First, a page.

Not Forgotten

By Toi Derricotte b. 1941 Toi Derricotte
I love the way the black ants use their dead.
They carry them off like warriors on their steel
backs. They spend hours struggling, lifting,
dragging (it is not grisly as it would be for us,
to carry them back to be eaten),
so that every part will be of service. I think of
my husband at his father’s grave—
the grass had closed
over the headstone, and the name had disappeared. He took out   
his pocket knife and cut the grass away, he swept it
with his handkerchief to make it clear. “Is this the way
we’ll be forgotten?” And he bent down over the grave and wept.

Toi Derricotte, “Not Forgotten” from Tender. Copyright © 1997 by Toi Derricotte. All rights are controlled by the University of Pittsburgh Press, Pittsburgh, PA 15260, www.upress.pitt.edu. Used by permission of University of Pittsburgh Press.

Source: Tender (1997)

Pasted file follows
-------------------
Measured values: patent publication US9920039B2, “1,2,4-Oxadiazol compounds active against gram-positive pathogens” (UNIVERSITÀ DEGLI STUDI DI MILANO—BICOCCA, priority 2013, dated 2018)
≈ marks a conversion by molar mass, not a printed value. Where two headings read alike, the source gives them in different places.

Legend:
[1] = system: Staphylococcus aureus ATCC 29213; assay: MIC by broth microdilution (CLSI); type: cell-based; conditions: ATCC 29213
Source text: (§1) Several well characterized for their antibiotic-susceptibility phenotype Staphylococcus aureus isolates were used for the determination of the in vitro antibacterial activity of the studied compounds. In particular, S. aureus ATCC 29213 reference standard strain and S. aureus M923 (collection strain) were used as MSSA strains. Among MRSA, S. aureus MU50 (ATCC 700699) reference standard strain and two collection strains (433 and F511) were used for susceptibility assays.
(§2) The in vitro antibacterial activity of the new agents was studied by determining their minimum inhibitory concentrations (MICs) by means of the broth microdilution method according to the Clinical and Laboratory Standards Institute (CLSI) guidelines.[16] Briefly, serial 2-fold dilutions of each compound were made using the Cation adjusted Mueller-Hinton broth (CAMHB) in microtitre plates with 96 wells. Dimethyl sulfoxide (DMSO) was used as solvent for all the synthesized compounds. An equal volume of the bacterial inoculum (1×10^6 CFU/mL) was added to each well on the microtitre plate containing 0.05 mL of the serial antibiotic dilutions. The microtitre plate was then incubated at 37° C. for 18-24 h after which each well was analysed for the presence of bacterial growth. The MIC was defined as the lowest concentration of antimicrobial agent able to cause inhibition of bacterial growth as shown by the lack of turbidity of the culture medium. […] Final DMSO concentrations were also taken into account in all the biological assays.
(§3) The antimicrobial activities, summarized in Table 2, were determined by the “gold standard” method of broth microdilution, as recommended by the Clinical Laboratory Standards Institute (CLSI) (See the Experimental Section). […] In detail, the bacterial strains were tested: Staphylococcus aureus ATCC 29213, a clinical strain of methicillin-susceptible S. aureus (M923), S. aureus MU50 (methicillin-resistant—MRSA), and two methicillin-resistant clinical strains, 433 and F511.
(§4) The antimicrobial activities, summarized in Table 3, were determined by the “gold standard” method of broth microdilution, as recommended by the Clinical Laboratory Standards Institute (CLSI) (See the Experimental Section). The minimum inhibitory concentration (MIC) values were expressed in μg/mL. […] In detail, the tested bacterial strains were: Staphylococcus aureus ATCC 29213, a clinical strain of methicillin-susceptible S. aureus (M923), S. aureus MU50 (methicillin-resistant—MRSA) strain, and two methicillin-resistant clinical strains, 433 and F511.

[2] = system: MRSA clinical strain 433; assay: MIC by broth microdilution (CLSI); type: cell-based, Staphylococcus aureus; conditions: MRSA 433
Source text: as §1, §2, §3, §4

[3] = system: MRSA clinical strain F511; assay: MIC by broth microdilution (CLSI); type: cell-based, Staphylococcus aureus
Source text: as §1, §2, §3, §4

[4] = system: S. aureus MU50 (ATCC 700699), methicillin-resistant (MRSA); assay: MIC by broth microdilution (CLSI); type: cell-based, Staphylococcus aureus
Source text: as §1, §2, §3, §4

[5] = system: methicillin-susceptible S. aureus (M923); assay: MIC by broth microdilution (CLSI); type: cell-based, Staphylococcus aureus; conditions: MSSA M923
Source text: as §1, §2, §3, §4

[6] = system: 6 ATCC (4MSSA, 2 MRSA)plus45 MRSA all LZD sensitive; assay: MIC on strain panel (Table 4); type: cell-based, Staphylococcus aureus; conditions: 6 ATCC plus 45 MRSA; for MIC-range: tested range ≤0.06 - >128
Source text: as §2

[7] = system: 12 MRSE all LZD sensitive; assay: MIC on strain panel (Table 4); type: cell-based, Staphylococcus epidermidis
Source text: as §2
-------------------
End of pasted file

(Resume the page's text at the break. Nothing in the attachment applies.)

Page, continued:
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Poet Toi Derricotte b. 1941

Subjects Family & Ancestors, Death, Animals, Living, Relationships, Nature

Poetic Terms Free Verse

 Toi  Derricotte

Biography

Toi Derricotte is an award-winning poet whose writings, though frequently autobiographical, treat universal subjects such as racism and identity in ways that are moving, painful, and illuminating. Her style is credited with an evocative simplicity reminiscent of Emily Dickinson, though it also contains the kind of expansive colloquial expression attributed to Walt Whitman. Derricotte is also known for treating sexual topics with . . .

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SUBJECT Family & Ancestors, Death, Animals, Living, Relationships, Nature

Poetic Terms Free Verse

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Originally appeared in Poetry magazine.

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